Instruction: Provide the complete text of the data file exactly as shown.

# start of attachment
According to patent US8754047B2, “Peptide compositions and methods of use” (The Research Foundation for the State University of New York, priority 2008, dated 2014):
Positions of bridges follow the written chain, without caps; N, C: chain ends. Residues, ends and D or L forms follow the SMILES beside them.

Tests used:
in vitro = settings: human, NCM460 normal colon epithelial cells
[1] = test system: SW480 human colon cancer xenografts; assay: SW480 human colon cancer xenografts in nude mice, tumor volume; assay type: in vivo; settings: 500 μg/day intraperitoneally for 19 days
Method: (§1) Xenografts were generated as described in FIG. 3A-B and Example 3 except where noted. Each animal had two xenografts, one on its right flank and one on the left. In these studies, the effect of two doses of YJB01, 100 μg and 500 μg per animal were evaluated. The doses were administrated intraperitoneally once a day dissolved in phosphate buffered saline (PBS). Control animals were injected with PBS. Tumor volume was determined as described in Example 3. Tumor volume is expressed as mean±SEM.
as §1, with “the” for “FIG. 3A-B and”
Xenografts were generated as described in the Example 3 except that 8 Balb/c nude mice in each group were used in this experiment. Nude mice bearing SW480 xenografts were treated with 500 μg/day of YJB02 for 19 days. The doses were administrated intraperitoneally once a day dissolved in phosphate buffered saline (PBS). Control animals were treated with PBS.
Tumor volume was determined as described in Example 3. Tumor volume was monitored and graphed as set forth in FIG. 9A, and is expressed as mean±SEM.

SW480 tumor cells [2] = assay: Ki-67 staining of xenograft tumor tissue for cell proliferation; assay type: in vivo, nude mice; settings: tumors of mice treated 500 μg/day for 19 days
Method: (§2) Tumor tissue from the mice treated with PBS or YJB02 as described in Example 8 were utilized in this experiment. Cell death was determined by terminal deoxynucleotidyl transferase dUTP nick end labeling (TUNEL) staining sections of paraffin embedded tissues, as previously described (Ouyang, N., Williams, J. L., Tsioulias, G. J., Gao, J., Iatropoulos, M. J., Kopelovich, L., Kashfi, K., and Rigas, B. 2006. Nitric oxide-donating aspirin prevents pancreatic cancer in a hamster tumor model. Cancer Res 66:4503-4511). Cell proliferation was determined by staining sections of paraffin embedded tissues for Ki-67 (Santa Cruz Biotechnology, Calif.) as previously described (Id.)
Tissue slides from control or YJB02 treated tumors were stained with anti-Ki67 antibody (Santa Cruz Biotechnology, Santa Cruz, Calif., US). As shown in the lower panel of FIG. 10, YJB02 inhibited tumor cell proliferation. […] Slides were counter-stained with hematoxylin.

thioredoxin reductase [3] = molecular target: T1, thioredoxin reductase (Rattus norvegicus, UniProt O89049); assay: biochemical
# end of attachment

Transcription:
According to patent US8754047B2, “Peptide compositions and methods of use” (The Research Foundation for the State University of New York, priority 2008, dated 2014):
Positions of bridges follow the written chain, without caps; N, C: chain ends. Residues, ends and D or L forms follow the SMILES beside them.

Tests used:
in vitro = settings: human, NCM460 normal colon epithelial cells
[1] = test system: SW480 human colon cancer xenografts; assay: SW480 human colon cancer xenografts in nude mice, tumor volume; assay type: in vivo; settings: 500 μg/day intraperitoneally for 19 days
Method: (§1) Xenografts were generated as described in FIG. 3A-B and Example 3 except where noted. Each animal had two xenografts, one on its right flank and one on the left. In these studies, the effect of two doses of YJB01, 100 μg and 500 μg per animal were evaluated. The doses were administrated intraperitoneally once a day dissolved in phosphate buffered saline (PBS). Control animals were injected with PBS. Tumor volume was determined as described in Example 3. Tumor volume is expressed as mean±SEM.
as §1, with “the” for “FIG. 3A-B and”
Xenografts were generated as described in the Example 3 except that 8 Balb/c nude mice in each group were used in this experiment. Nude mice bearing SW480 xenografts were treated with 500 μg/day of YJB02 for 19 days. The doses were administrated intraperitoneally once a day dissolved in phosphate buffered saline (PBS). Control animals were treated with PBS.
Tumor volume was determined as described in Example 3. Tumor volume was monitored and graphed as set forth in FIG. 9A, and is expressed as mean±SEM.

SW480 tumor cells [2] = assay: Ki-67 staining of xenograft tumor tissue for cell proliferation; assay type: in vivo, nude mice; settings: tumors of mice treated 500 μg/day for 19 days
Method: (§2) Tumor tissue from the mice treated with PBS or YJB02 as described in Example 8 were utilized in this experiment. Cell death was determined by terminal deoxynucleotidyl transferase dUTP nick end labeling (TUNEL) staining sections of paraffin embedded tissues, as previously described (Ouyang, N., Williams, J. L., Tsioulias, G. J., Gao, J., Iatropoulos, M. J., Kopelovich, L., Kashfi, K., and Rigas, B. 2006. Nitric oxide-donating aspirin prevents pancreatic cancer in a hamster tumor model. Cancer Res 66:4503-4511). Cell proliferation was determined by staining sections of paraffin embedded tissues for Ki-67 (Santa Cruz Biotechnology, Calif.) as previously described (Id.)
Tissue slides from control or YJB02 treated tumors were stained with anti-Ki67 antibody (Santa Cruz Biotechnology, Santa Cruz, Calif., US). As shown in the lower panel of FIG. 10, YJB02 inhibited tumor cell proliferation. […] Slides were counter-stained with hematoxylin.

thioredoxin reductase [3] = molecular target: T1, thioredoxin reductase (Rattus norvegicus, UniProt O89049); assay: biochemical